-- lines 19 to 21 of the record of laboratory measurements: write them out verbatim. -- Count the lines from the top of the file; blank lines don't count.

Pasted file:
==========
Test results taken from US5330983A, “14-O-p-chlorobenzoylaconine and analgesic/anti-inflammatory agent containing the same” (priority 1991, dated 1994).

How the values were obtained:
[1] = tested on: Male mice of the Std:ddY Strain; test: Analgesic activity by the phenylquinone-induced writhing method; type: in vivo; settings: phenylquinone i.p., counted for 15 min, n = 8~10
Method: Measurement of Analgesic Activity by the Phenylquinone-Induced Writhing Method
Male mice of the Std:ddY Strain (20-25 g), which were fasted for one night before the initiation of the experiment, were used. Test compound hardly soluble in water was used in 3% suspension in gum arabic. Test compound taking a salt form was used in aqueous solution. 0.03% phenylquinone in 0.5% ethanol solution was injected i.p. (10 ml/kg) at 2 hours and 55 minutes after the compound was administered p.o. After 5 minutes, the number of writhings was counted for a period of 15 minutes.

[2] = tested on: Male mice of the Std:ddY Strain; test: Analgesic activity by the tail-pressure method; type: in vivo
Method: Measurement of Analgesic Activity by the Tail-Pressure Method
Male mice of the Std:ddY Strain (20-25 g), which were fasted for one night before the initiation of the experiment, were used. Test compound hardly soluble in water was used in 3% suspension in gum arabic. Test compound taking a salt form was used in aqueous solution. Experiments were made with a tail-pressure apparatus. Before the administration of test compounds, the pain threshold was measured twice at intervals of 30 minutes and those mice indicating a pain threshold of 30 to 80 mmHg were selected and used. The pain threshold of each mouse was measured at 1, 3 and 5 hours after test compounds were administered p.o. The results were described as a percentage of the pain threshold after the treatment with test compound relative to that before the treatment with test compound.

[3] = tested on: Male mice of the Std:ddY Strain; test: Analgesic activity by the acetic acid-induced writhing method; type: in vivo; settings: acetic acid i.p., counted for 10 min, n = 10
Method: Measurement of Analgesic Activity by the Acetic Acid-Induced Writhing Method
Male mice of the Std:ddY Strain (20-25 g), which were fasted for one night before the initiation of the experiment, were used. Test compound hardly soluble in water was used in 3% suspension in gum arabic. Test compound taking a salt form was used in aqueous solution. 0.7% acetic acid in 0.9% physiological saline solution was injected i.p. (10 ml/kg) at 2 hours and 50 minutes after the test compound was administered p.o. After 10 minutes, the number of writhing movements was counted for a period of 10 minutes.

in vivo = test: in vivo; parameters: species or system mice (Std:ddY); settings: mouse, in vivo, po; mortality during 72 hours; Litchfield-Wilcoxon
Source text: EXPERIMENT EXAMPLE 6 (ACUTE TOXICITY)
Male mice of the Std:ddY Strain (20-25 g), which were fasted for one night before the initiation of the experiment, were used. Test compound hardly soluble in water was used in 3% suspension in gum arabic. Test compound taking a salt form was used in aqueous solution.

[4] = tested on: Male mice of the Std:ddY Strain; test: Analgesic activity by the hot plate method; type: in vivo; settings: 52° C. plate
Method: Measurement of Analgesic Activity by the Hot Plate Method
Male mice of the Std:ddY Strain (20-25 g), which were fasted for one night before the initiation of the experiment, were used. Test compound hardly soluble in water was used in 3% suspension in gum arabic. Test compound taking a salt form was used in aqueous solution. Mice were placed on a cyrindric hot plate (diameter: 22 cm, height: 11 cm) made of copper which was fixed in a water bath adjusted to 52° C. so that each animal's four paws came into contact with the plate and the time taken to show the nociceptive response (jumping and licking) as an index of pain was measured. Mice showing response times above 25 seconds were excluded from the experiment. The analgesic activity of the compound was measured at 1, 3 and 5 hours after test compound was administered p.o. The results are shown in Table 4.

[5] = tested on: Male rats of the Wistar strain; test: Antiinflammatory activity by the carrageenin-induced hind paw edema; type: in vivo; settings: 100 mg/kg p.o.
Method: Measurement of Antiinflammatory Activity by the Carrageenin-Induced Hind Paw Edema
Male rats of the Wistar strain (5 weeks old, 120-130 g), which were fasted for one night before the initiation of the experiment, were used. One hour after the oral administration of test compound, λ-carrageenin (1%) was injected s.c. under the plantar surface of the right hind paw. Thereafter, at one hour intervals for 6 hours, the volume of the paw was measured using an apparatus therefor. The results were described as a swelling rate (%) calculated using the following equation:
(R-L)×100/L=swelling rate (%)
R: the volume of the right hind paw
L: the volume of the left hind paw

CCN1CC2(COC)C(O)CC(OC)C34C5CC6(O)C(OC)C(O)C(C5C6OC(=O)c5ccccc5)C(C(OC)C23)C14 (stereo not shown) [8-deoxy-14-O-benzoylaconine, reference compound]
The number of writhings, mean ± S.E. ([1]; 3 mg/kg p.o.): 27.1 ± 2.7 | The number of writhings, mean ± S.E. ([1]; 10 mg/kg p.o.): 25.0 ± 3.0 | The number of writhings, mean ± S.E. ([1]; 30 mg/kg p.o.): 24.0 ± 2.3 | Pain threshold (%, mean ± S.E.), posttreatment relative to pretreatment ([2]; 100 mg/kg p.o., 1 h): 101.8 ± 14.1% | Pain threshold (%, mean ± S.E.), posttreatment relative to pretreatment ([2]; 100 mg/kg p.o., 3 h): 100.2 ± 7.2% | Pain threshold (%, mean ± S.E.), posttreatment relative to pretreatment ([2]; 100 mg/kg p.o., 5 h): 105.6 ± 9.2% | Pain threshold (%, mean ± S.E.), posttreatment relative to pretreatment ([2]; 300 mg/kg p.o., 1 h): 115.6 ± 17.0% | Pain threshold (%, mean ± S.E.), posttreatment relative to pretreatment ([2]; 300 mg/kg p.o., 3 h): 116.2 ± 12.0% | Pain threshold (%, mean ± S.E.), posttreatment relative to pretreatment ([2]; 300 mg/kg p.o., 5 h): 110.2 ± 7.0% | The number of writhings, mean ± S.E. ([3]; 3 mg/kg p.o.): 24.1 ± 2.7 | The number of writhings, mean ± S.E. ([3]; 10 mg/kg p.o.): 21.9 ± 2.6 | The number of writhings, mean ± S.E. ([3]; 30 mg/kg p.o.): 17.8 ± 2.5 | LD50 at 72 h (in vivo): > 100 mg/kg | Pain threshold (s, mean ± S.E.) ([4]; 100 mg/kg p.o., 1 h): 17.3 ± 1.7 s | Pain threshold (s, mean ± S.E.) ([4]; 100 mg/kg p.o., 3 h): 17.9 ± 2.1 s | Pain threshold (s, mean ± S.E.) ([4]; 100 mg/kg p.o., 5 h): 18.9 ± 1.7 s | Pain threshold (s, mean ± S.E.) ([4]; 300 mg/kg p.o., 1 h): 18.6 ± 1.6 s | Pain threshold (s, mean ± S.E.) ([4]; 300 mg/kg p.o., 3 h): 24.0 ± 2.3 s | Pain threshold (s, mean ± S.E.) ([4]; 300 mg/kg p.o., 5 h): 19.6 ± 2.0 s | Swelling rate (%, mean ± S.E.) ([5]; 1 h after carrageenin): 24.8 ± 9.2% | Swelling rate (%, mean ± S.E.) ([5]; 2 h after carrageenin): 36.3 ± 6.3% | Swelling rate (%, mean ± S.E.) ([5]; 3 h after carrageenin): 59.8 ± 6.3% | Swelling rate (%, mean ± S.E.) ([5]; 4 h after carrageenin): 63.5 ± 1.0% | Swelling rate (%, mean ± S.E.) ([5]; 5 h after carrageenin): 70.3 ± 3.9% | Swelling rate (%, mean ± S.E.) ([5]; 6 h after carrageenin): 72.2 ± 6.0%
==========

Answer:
Method: Measurement of Antiinflammatory Activity by the Carrageenin-Induced Hind Paw Edema
Male rats of the Wistar strain (5 weeks old, 120-130 g), which were fasted for one night before the initiation of the experiment, were used. One hour after the oral administration of test compound, λ-carrageenin (1%) was injected s.c. under the plantar surface of the right hind paw. Thereafter, at one hour intervals for 6 hours, the volume of the paw was measured using an apparatus therefor. The results were described as a swelling rate (%) calculated using the following equation:
(R-L)×100/L=swelling rate (%)